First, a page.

Court clarifies rape sentences

The Cayman Islands Court of Appeal has set out factors to be considered when persons are sentenced for rape.

There is no such thing as an ‘ordinary’ rape, declared court president Sir John Chadwick during the session that ended earlier this month. He said there might be only an absence of aggravating factors and accepted the term ‘typical’.

Sir John, Justice Ian Forte and Justice Elliott Mottley heard from attorneys seeking to appeal sentences for rape on behalf of Craig Damian Dilbert, who received 15 years, and Christopher Omar Samuels, 12 years. Neither sentence was reduced.

The judges said the appeals raised a common question of some importance – what effect, if any, should English guidelines have on Cayman tariffs?

They issued a combined judgment and elaborated on aggravating factors that affect sentences for rape.

In 2002, the judges noted, the Grand Court announced: ‘For rape, which has become alarmingly prevalent, an offender can expect a tariff of between 10 and 12 years imprisonment.’

That was a modest increase of the 10 years announced in 1998 and ‘may be seen as a response to the view that, between 1998 and 2002, rape had become increasingly (and alarmingly) prevalent in the Cayman Islands,’ the judges said.

Attorneys Lee Freeman and Nicholas Dixey mentioned sentencing guidelines from the UK. But the Court of Appeal said the UK starting points of five and eight years have no direct application here. Those responsible for Cayman sentencing tariffs ‘may be taken to have had proper regard for what circumstances local to these islands required.’

A tariff means a sentence to be applied in a typical case, the court agreed. A tariff of between 10 and 12 years recognises that ‘typical’ cases will differ even when there are no special features.

Mitigating factors

Mitigating factors may reduce a sentence below the relevant starting point. The most significant mitigating factor in a rape case is an early guilty plea because it avoids the need for the victim to give evidence in open court.

The Cayman court quoted a UK judgment: The first reason why courts adopt this approach is because it is well known that victims of rape can find it an extremely distressing experience to give evidence in open court about what has happened to them, even where their identity is protected.

‘Having to give evidence and especially being cross-examined can make a victim relive the offence. We have seen many victim impact statements that make this clear. Obviously the distress which is avoided is greater the earlier the victim is informed, so the discount should be reduced if there is not an early plea.

‘There is also the fact that the plea demonstrates that the offender appreciates how wrong his conduct was and regrets it.’

The court added that saving the time and expense of a trial was less important than those two factors. The defendant’s previous good character does not justify a substantial reduction in sentence.

Aggravating factors

The Cayman court accepted two lists of aggravating factors from UK sources, but said these references were not exclusive.

One aggravating factor the judges emphasised was the breaking into or otherwise gaining access to the place where the victim is living.

‘It is a feature which is alarmingly prevalent in rape cases in these Islands. It is particularly serious in a case where the offender has broken into the victim’s dwelling at night. It should be treated, in these islands, as an aggravating factor warranting a sentence which is substantially in excess of the 10-to-12-year tariff.’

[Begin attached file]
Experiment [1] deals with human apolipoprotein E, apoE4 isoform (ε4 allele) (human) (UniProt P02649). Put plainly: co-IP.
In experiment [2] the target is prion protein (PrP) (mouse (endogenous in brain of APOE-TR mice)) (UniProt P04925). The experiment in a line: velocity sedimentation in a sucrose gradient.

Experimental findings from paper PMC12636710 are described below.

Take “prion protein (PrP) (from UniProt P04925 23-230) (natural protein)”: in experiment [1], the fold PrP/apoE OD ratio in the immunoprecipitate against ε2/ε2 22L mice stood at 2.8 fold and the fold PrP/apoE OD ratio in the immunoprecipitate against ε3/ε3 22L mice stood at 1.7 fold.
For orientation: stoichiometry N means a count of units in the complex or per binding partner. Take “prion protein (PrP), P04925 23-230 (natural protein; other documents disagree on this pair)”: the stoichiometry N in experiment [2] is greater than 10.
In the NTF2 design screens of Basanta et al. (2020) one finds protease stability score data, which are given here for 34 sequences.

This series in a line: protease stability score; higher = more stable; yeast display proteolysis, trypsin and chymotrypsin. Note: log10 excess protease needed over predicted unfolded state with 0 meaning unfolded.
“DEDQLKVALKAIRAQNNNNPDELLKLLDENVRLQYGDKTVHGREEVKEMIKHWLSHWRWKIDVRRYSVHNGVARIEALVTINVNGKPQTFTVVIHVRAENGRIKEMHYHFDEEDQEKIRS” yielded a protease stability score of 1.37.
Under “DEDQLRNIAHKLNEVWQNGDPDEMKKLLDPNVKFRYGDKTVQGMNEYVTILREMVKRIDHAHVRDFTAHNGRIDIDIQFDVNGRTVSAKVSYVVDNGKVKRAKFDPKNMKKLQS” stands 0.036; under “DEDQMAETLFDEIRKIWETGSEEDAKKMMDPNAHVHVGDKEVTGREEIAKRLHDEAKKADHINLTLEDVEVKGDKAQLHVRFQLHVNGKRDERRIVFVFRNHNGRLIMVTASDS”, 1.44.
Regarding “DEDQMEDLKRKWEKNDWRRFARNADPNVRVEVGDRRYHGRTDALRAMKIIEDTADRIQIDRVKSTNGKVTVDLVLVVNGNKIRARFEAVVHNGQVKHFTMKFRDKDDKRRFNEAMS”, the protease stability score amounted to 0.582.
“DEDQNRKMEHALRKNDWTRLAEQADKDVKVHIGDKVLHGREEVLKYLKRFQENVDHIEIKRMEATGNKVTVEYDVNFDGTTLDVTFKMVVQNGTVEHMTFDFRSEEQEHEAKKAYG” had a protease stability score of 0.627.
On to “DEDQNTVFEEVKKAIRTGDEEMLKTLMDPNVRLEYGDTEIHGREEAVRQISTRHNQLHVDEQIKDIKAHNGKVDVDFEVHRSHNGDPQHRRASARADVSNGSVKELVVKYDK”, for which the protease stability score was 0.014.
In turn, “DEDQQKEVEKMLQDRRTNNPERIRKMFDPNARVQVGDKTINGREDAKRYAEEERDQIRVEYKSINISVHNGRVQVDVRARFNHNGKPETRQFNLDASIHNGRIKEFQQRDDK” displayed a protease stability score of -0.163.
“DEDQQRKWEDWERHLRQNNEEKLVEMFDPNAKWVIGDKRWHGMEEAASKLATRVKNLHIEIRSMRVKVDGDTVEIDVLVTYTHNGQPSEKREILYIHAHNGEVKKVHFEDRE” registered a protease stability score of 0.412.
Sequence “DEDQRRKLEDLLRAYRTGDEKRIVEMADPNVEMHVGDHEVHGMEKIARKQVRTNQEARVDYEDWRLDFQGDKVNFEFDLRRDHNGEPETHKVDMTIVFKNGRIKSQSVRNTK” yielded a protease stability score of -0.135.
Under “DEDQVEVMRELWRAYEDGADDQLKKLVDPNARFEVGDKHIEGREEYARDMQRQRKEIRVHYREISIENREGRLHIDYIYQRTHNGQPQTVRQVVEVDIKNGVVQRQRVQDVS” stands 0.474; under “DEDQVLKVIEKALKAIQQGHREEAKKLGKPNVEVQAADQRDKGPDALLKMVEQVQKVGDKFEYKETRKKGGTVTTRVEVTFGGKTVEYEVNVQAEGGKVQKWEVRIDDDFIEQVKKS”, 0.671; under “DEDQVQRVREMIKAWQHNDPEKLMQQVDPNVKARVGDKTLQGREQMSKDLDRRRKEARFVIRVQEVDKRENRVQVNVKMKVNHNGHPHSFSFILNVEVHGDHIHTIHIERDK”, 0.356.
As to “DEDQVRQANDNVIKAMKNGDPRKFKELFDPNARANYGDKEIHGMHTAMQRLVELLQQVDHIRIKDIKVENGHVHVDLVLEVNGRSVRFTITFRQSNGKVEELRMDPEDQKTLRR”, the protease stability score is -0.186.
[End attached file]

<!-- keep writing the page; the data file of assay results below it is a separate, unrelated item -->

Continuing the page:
Other aggravating factors are: the use of violence over and above the force necessary to commit the rape; use of a weapon; the rape is repeated; the victim is subjected to further sexual indignities or perversions; the victim is either very young or very old; an especially serious physical or mental effect on the victim.

Aggravating factors also include: the careful planning of the rape; covert use of a drug to overcome resistance or obliterate memory; the presence of children when the rape is committed; previous convictions for offences of a violent or sexual kind; a history of sexual assaults or violence by the offender against the victim.

Craig Dilbert was convicted after trial by jury (Caymanian Compass, 24 January 2008). He did not pursue an appeal against his conviction, but his attorney argued that the judge used too high a starting point in imposing sentence.

The appeal judges listed all the aggravating features, including excessive violence, degradation and mental anguish.

They emphasised: ‘We consider that the fact that Dilbert broke into the complainant’s house at night to be a significant aggravating factor which in itself warrants a substantial increase in sentence over that recommended in the 2002 Statement.’

They added, ‘Women in the Cayman Islands must be protected from such vicious assaults at night in their homes. They are entitled to go to sleep knowing they are safe in their homes.’

Christopher Samuels pleaded guilty in 2009 to a rape that occurred in 2002 when he followed a tourist into a women’s restroom on the property of a West Bay Road hotel (Compass, 2 July 2009).

The court cited the sentencing judge’s reasons for imposing 12 years. He had noted that Samuels faced a relatively strong case since his DNA matched samples taken from the victim. The discount for a guilty plea would therefore not be as large as it might be in other situations.

The judge also considered the use of a knife and threats to kill. The Court of Appeal noted other factors, including the degradation of the victim and the serious physical and mental effect on the victim.

For both Dilbert and Samuels, the court could not say the sentence was manifestly excessive.

The maximum penalty for rape is life imprisonment.

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